That’s good news for healthcare professionals who want to see residents getting fresh air and exercise all throughout their lives.

“Part of our initiative toward preventive health is to increase the amount of exercise that people get, and for that you need green and open spaces”, said a spokesperson for Coral Gables’ Baptist Health Network. In addition to generating ideas and activities, Baptist has also pledged to build out a portion of the Underline where it meets the network’s hospital in the City of South Miami, located just a few blocks from Coral Gables. 

Baptist sees this space generating activities like yoga or tai chi, as well as for educating the public on basic health, like coordinating first-aid workshops. 

These features and activities are especially important to the community’s older population, says Florida International University Professor Ebru Ozer. In 2017, she teamed up with FIU gerontologist Dr. Iveris Martiez to get students to stroll portions of the Underline with elderly people who live in proximity to it. 

“The older adults pointed out the shortcomings – the issues with safety and comfort,” Ozer said. “They weren’t able to walk too long. They needed rest stops, meeting points, and bathrooms, as well as proper signage letting them know which direction they’re going.” 

They also said that the distance they could walk wasn’t nearly as important as the ability to feel connected to the larger community.

“They said they would like to sit and watch other people do things,” Ozer said, like people tending urban gardens, or parents playing with their kids. 

Current Metrorail across UM
Artist rendering of the Underline at the University of Miami


Daly welcomes the public input, and knows Friends of the Underline have a lot of public campaigning and educational work in the years ahead. 

For example, the public will have to understand that the planning and permitting process for building public restrooms will require more time and money than the Underline can currently afford.

Then there’s the question of public safety. Built properly, Daly says the Underline could do more to deter crime than invite it. In fact, the corridor will be lit with sensors that pop on whenever a person is passing and shut off once they’re gone, thereby deterring crime without flooding light into nearby homes.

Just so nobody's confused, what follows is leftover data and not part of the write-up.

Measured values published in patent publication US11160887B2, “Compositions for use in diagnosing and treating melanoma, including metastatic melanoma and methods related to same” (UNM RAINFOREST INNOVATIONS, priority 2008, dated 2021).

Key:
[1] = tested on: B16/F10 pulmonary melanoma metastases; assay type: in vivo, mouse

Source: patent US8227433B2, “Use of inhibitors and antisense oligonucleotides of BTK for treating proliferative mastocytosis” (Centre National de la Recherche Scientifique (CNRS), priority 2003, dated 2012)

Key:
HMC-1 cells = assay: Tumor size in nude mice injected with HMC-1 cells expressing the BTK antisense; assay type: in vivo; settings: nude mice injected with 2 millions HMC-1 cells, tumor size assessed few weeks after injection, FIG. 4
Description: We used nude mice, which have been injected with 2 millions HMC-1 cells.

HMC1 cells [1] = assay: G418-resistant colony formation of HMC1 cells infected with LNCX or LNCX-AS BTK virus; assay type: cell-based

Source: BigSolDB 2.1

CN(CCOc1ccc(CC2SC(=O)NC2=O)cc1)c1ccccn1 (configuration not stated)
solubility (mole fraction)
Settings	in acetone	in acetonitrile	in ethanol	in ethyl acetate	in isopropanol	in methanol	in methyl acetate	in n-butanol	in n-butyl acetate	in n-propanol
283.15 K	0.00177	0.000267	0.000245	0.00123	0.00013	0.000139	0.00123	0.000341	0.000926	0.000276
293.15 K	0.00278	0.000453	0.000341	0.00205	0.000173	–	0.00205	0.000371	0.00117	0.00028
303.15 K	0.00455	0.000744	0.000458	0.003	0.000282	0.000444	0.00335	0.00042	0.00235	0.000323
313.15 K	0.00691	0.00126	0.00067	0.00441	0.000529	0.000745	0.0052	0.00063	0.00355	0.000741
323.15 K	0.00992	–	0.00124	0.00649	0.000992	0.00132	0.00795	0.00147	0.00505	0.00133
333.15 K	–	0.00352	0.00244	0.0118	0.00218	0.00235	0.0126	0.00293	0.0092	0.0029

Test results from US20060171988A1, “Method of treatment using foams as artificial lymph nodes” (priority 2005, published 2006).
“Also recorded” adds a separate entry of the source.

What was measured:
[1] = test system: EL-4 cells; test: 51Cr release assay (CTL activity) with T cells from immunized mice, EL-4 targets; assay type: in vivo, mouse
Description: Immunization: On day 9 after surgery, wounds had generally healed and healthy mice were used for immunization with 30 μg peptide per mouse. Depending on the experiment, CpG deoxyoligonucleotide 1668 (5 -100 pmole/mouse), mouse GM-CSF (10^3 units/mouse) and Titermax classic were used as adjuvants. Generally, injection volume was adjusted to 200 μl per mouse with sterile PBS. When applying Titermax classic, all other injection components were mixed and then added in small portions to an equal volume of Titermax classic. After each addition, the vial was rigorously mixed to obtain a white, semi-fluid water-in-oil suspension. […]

We’re actually expanding it to create one of the largest public parks in the City of Coral Gables

Brent Reynolds, CEO of NP International

But all this requires funding, and local taxpayers will want to be informed about who’s paying for this public-private partnership and from what sources.       

“I think if someone really doesn’t understand how public dollars are expended, they may think ‘Oh you’re building this beautiful park, you’re taking away from X,’ and that’s not true,” explained Daly. “You’re actually creating new funding sources for something that wouldn’t otherwise exist.”  

At the same time, she hopes residents will see the Underline as a metropolitan draw, one that makes the city more inviting as well as more competitive. 

“If we really want that 21st Century City, one that offers amenities to talent for growth industries, [we have to realize that] they’re demanding mass transit, walk-able, bike-able communities,” says Daly. “We’re not as green as we think. We have a lot less park space per capita than a lot of other metropolitan areas.” 

“Hopefully this project is a paradigm shift and changes our heavily car dependent culture,” said Lago. “It is the responsibility of government officials and administrations to prioritize public safety and encourage recreational sites such as the Underline.”

With a least several more years to go before the Underline’s Coral Gables stretch gets built, residents have plenty of time to weigh in with ideas about the plans, either through public meetings, volunteering with Friends of the Underline, or even offering financial or material support. 

“The communal tables, the game tables – those weren’t our ideas, those were the people’s ideas,” Daly reflected.  “We see the Underline as a spine of the future.”